Areas of the Caribbean and Latin American benefit from cistern projects that provide potable water
In recent decades, many countries in the Caribbean and Latin America have made strides in potable water infrastructure. The use of desalination has spread to the point that some in the public think of rainwater harvesting (RWH) as old-fashioned. But the Caribbean Environmental Health Institute (CEHI) believes rainwater is still a vital water resource that shouldn’t be relegated to the dustbin of history. The lowlands of Caribbean Central America from the Mosquito Coast inland, are also typically rich in rainfall, and the Global Water Partnership, an international network created to foster an integrated approach to water resources management, is promoting RWH there as well.
On some of the smaller islands like the Grenadines and some of the Bahamian islands, rainwater is still the only source of fresh water, and on drier islands like Antigua, Barbuda, the Bahamas, and the U.S. Virgin Islands, rainwater harvesting is widespread despite general access to municipal potable water.
Many issues contribute to water scarcity in the islands. Infrastructure damage from hurricanes often leaves municipal water supplies down for considerable lengths of time. Additionally, agricultural, population, and industrial growth all demand more water while simultaneously polluting existing groundwater and surface water supplies. An estimated 85% of the Caribbean’s wastewater is discharged untreated directly into lakes, streams, rivers, and the sea. Many municipal grids also do not reach outlying communities, and the cost of water is often too high for low-income residents.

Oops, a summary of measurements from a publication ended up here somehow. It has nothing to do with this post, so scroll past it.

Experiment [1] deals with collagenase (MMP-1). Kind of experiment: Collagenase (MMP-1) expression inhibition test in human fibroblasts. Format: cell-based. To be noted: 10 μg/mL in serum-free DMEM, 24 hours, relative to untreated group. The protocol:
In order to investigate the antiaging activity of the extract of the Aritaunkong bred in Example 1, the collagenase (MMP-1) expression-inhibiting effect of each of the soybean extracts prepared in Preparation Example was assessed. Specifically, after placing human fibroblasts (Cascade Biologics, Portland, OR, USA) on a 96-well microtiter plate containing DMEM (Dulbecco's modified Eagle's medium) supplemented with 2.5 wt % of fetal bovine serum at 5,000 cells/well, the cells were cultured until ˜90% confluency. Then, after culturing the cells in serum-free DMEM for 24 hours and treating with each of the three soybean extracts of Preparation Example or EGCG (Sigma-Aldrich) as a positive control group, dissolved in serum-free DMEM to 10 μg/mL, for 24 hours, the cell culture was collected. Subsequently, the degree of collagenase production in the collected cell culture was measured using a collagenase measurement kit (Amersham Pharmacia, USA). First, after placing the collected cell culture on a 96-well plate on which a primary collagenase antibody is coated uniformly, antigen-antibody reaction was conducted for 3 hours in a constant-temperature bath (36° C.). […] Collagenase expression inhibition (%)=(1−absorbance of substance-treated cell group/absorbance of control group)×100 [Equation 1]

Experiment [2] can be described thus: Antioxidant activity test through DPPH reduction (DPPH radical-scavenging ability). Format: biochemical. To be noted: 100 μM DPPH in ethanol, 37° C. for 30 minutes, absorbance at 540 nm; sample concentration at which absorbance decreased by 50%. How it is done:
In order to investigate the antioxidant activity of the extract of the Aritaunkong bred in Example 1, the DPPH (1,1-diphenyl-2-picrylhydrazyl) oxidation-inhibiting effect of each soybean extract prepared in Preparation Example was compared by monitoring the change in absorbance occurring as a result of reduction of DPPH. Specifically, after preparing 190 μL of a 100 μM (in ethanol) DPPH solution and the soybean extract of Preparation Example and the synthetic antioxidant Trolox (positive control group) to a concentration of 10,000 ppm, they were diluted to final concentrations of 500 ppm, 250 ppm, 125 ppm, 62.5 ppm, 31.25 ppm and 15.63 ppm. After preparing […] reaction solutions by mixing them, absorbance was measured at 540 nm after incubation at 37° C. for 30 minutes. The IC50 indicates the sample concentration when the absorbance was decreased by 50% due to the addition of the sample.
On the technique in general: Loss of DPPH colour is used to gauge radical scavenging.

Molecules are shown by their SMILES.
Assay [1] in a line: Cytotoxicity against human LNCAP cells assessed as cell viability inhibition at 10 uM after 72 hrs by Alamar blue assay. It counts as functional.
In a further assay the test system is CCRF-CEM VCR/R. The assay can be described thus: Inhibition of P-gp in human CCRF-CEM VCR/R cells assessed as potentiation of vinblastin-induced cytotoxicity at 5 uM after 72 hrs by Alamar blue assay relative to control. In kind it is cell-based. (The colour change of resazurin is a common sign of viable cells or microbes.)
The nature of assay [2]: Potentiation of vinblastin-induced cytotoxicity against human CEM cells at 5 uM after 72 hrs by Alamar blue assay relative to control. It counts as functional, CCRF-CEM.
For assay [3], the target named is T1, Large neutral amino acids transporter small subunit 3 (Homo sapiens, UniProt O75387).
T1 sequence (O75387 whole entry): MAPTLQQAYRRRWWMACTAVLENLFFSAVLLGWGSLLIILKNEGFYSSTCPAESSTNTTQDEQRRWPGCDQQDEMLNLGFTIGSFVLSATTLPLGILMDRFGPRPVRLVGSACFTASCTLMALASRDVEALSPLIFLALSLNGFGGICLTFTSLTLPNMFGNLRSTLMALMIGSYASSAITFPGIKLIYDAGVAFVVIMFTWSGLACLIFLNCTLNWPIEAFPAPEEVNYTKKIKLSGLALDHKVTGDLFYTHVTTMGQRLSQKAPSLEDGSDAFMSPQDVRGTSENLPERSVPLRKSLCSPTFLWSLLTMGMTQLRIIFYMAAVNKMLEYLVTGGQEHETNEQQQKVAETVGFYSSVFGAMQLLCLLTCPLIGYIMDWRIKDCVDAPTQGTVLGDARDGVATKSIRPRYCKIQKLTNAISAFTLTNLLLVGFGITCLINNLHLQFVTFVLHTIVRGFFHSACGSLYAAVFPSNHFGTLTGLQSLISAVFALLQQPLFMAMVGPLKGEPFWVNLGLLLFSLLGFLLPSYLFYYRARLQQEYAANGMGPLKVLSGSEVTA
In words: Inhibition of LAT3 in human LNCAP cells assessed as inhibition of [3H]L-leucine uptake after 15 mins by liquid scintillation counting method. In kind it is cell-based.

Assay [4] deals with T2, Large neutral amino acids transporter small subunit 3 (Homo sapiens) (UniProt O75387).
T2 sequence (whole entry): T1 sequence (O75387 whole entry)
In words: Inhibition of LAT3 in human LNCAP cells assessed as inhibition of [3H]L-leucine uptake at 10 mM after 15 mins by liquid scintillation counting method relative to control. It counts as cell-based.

Safe Rainwater Collection System
Addressing these water concerns in Caribbean communities, sociologist Cecelia A. Green and environmental engineer Farah Nibbs recently detailed their collaboration in the development of rainwater storage tanks with built-in filters for the Caribbean region. Considering that as much as 63 inches of rain falls on Puerto Rico from May to December, and Dominica can receive up to 15 inches per month during the fall, a low-cost method of collecting rainwater from rooftop catchments and storing it safely is a great benefit.
Green and Nibbs’ residential tanks — typically with a capacity of 200 gallons — use a biosand filtration stage that removes molds, bacteria, or protozoa from the rainwater. The process removes “up to 96.5 percent of bacteria and up to 99 percent of viruses from rainwater. By the time the kitchen tap is turned on, the water is clean and safe for drinking.”
The tanks are built with Ferrocement. This building material uses low-cost components — sand, rebar, chicken wire, Portland cement — that are readily available in the Caribbean to create a durable cistern tank that can withstand high winds, as well as earthquake tremors.
Adjacent to the Caribbean, another new, low-cost RWH system has been deployed in the Central American nations of El Salvador and Honduras. The system stores collected rainwater in 25,000-liter polyethylene bags that hold the equivalent of five tanker trucks. The bags, which cost $1,400, can supply a family for 15 days, although their current subsistence usage rations water to considerably more people. The initiative, which was launched in 2017, was promoted by the Global Water Partnership. Funding from Australia and from the Ford Foundation got the project started, and local organizations and governments provide operational support. Expansion of the program is slated to continue.
With abundant rainfall in the Caribbean and Central American lowlands, a widespread application of rainwater harvesting and storage could considerably ease water stress and provide a more water-resilient future for the regions.